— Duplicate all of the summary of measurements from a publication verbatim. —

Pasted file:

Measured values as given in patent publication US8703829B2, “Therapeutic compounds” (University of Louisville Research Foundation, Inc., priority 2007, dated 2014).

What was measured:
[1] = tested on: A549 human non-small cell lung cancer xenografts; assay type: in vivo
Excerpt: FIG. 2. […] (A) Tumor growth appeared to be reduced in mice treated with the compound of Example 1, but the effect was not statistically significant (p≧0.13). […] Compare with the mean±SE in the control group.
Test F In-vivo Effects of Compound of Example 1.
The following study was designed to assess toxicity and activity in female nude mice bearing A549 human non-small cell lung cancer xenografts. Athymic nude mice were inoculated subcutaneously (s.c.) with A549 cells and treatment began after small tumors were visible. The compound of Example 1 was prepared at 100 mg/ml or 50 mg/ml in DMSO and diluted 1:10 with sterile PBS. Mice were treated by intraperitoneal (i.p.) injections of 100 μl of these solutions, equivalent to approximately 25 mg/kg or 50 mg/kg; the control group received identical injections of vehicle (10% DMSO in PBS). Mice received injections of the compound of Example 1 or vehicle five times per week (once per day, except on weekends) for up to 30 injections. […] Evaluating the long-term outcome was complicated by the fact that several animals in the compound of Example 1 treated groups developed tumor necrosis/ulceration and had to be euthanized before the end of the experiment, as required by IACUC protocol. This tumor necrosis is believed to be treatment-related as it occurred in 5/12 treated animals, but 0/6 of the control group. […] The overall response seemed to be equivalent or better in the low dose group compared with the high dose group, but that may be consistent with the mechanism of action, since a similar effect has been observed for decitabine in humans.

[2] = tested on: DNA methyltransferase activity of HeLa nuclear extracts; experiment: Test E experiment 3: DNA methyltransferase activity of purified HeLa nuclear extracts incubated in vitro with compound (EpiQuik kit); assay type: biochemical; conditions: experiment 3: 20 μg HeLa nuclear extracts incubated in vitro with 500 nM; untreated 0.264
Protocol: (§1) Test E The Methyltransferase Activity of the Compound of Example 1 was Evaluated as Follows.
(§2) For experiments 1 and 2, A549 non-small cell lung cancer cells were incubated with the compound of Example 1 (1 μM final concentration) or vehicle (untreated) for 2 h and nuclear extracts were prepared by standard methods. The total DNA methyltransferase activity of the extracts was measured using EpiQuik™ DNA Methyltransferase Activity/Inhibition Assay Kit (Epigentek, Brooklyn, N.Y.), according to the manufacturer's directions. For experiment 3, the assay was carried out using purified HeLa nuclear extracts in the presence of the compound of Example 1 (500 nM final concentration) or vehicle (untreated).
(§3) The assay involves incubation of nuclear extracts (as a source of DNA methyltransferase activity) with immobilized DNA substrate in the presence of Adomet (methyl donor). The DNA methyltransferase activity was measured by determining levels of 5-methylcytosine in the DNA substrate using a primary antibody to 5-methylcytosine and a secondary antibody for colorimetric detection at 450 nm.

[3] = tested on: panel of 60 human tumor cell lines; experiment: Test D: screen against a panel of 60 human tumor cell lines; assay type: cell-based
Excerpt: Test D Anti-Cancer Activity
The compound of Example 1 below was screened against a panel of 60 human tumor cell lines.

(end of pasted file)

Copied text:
Measured values as given in patent publication US8703829B2, “Therapeutic compounds” (University of Louisville Research Foundation, Inc., priority 2007, dated 2014).

What was measured:
[1] = tested on: A549 human non-small cell lung cancer xenografts; assay type: in vivo
Excerpt: FIG. 2. […] (A) Tumor growth appeared to be reduced in mice treated with the compound of Example 1, but the effect was not statistically significant (p≧0.13). […] Compare with the mean±SE in the control group.
Test F In-vivo Effects of Compound of Example 1.
The following study was designed to assess toxicity and activity in female nude mice bearing A549 human non-small cell lung cancer xenografts. Athymic nude mice were inoculated subcutaneously (s.c.) with A549 cells and treatment began after small tumors were visible. The compound of Example 1 was prepared at 100 mg/ml or 50 mg/ml in DMSO and diluted 1:10 with sterile PBS. Mice were treated by intraperitoneal (i.p.) injections of 100 μl of these solutions, equivalent to approximately 25 mg/kg or 50 mg/kg; the control group received identical injections of vehicle (10% DMSO in PBS). Mice received injections of the compound of Example 1 or vehicle five times per week (once per day, except on weekends) for up to 30 injections. […] Evaluating the long-term outcome was complicated by the fact that several animals in the compound of Example 1 treated groups developed tumor necrosis/ulceration and had to be euthanized before the end of the experiment, as required by IACUC protocol. This tumor necrosis is believed to be treatment-related as it occurred in 5/12 treated animals, but 0/6 of the control group. […] The overall response seemed to be equivalent or better in the low dose group compared with the high dose group, but that may be consistent with the mechanism of action, since a similar effect has been observed for decitabine in humans.

[2] = tested on: DNA methyltransferase activity of HeLa nuclear extracts; experiment: Test E experiment 3: DNA methyltransferase activity of purified HeLa nuclear extracts incubated in vitro with compound (EpiQuik kit); assay type: biochemical; conditions: experiment 3: 20 μg HeLa nuclear extracts incubated in vitro with 500 nM; untreated 0.264
Protocol: (§1) Test E The Methyltransferase Activity of the Compound of Example 1 was Evaluated as Follows.
(§2) For experiments 1 and 2, A549 non-small cell lung cancer cells were incubated with the compound of Example 1 (1 μM final concentration) or vehicle (untreated) for 2 h and nuclear extracts were prepared by standard methods. The total DNA methyltransferase activity of the extracts was measured using EpiQuik™ DNA Methyltransferase Activity/Inhibition Assay Kit (Epigentek, Brooklyn, N.Y.), according to the manufacturer's directions. For experiment 3, the assay was carried out using purified HeLa nuclear extracts in the presence of the compound of Example 1 (500 nM final concentration) or vehicle (untreated).
(§3) The assay involves incubation of nuclear extracts (as a source of DNA methyltransferase activity) with immobilized DNA substrate in the presence of Adomet (methyl donor). The DNA methyltransferase activity was measured by determining levels of 5-methylcytosine in the DNA substrate using a primary antibody to 5-methylcytosine and a secondary antibody for colorimetric detection at 450 nm.

[3] = tested on: panel of 60 human tumor cell lines; experiment: Test D: screen against a panel of 60 human tumor cell lines; assay type: cell-based
Excerpt: Test D Anti-Cancer Activity
The compound of Example 1 below was screened against a panel of 60 human tumor cell lines.